A 19-story twin apartment tower and a 7-story office facility was just approved by the North Miami Beach Planning and Zoning Board, according to a recent article from The Real Deal. The mixed-use project will be located on the east side of West Dixie Highway between Northeast 170th and 171st streets. The plan, which was approved on Monday at a 5-t0-1 vote, will lead to the replacement of a one-story, 43-year-old office building and a string of retail buildings that currently exist on the site.
The 838,712-square-foot complex was designed by architect Kobi Karp, and will be called 5 Park. A team lead by Alan Macken, principal of Macken Realty and MTV Investments is slated to construct the project. Macken’s proposal includes a 50,486-square-foot office building at 115-feet, plus a two-tower, 195-foot tall apartment building with 415 units, 30,210 square feet of retail and a 792-space parking garage. The plans also call for two pocket parks at the site.
Along with proposed plans, Macken’s team is also submitting quite the development agreement. If approved, the team will purchase the 1.39-acres on site that is currently owned by the city for $175,000, most of which is being used as a surface parking lot for existing retail. Under the agreement, 26 parking spaces will remain public on the ground floor of the future parking garage. Additionally, Macken promised to pay an additional $572,253 in impact fees for police, infrastructure, and parks. He also committed to widening sidewalks, adding parallel parking on West Dixie Highway, and the installation of new street lighting and vegetation.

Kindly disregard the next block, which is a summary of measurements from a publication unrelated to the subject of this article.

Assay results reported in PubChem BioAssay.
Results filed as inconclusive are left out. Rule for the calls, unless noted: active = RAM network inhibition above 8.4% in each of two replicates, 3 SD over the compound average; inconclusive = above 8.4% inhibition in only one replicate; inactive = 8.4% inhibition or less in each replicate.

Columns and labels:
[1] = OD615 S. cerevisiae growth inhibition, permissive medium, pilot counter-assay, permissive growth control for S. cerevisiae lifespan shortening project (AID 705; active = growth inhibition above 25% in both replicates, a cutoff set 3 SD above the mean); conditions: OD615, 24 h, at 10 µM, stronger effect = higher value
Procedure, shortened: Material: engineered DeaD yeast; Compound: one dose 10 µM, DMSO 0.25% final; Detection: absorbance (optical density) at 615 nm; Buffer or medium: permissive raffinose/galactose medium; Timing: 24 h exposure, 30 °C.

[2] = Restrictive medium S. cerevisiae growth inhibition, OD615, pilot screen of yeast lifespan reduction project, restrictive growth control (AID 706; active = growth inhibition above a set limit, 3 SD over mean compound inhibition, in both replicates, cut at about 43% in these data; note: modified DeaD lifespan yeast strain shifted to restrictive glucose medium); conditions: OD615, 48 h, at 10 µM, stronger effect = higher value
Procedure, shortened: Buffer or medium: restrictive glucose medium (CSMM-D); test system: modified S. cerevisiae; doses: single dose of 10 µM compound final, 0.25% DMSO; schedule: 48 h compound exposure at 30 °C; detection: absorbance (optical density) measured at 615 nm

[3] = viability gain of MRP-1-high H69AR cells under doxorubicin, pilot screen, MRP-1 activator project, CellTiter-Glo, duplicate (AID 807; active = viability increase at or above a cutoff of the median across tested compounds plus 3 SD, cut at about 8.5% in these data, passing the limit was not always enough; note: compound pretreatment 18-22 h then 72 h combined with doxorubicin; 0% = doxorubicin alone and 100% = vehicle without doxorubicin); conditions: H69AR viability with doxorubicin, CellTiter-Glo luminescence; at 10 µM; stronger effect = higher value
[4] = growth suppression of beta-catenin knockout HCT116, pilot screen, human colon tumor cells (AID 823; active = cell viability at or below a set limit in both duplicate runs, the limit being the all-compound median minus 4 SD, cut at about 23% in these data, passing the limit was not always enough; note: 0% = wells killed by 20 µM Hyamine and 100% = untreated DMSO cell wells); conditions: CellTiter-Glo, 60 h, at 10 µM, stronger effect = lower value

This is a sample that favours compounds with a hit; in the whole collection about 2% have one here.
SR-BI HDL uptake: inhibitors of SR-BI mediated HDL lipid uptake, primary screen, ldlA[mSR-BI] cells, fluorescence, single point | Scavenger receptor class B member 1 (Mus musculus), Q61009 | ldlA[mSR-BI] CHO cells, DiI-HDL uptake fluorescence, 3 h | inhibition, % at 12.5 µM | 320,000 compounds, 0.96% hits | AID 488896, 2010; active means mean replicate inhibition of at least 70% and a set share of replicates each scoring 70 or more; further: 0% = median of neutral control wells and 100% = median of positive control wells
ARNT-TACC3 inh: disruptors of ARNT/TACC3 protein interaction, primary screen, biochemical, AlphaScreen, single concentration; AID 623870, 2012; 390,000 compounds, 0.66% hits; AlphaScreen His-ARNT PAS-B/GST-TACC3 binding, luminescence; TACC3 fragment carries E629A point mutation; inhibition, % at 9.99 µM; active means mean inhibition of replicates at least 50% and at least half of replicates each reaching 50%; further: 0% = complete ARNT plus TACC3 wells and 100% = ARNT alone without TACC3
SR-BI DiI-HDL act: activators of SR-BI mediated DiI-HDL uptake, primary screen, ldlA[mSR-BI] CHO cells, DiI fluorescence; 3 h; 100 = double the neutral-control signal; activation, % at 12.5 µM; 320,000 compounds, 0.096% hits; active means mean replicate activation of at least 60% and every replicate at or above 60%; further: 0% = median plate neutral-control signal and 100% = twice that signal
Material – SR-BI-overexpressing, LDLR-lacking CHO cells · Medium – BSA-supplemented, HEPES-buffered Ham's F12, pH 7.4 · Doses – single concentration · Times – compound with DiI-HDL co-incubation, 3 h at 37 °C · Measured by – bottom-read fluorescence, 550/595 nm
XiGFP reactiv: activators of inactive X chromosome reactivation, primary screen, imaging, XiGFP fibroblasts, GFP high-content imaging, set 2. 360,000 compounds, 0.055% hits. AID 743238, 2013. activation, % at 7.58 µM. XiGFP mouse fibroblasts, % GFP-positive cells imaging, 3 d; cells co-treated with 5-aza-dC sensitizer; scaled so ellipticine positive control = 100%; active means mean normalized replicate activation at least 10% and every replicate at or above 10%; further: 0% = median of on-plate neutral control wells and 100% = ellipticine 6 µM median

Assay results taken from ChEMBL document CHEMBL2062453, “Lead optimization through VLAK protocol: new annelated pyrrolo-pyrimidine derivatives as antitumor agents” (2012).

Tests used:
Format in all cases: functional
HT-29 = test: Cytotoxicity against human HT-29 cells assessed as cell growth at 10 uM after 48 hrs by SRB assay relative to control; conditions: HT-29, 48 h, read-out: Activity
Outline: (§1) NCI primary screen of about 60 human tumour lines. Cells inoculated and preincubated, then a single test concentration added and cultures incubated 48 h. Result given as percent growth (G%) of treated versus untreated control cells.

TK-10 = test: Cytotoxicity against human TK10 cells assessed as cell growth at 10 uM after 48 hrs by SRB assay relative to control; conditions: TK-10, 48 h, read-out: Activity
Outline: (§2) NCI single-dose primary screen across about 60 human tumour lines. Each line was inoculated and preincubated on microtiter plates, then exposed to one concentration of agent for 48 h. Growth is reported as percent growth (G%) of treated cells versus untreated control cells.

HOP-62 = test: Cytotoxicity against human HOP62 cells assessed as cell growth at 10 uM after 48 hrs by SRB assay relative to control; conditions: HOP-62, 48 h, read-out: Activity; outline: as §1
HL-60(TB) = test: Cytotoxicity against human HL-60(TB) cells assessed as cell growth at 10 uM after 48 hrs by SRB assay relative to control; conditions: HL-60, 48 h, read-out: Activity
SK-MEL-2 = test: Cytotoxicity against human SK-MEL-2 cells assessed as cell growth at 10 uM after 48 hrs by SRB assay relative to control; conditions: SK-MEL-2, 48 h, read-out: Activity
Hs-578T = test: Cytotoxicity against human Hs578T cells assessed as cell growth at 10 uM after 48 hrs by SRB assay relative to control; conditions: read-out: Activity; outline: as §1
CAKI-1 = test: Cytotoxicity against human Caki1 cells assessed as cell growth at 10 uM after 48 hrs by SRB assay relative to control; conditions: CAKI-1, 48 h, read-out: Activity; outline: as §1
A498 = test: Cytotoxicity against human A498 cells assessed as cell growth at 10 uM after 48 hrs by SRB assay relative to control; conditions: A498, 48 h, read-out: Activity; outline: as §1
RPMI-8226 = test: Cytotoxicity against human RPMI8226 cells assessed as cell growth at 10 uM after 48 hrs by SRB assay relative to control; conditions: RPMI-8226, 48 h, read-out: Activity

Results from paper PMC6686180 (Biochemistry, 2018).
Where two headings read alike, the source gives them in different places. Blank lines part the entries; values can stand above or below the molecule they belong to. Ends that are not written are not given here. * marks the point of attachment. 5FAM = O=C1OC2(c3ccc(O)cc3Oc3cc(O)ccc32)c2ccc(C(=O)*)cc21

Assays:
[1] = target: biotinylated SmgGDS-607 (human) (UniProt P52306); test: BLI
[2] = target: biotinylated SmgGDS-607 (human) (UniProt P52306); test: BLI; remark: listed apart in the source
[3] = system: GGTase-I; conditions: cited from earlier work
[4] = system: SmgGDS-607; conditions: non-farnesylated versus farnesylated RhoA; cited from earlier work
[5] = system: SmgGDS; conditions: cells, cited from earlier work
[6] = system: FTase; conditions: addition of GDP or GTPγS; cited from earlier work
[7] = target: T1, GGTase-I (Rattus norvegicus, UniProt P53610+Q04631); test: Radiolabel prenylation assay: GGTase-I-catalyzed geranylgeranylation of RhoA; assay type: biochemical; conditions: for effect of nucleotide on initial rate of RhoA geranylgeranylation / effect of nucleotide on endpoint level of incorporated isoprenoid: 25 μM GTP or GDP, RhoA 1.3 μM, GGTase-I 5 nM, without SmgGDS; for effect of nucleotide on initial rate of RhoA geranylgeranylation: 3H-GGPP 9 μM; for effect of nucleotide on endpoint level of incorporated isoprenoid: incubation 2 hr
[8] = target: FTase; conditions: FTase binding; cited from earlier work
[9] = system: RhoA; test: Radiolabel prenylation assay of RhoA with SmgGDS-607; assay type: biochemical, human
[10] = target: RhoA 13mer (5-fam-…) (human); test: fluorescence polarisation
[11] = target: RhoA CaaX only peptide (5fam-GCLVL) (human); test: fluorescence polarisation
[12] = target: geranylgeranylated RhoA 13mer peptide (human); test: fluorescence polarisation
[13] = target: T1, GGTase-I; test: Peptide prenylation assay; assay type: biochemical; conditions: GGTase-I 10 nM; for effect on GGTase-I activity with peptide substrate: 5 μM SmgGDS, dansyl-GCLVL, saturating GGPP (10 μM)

While some board members are excited about the potential project, others aren’t as keen. Board member Richard Weiner believes 5 Park would pave the way for further development along North Miami Beach’s West Dixie corridor, an area that was recently rezoned to encourage high-rise development and mixed-use on the ground floor.
“This project has no variances and is being built as of right,” Weiner stated. “It seems like a no-brainer. It’s in compliance with the law. I can’t find anything to criticize.”
But Saul Smukler, another board member disagrees, claiming the project could cause adverse traffic conditions on a road that is already jammed during rush hour.
“I don’t think that I can look at this project and say that it fits in with the roadway at this time,” Smukler said.
The pros and cons were further debated, but ultimately the decision will be made by the North Miami Beach City Council, who is scheduled to vote on the 2.8-acre project on April 18.
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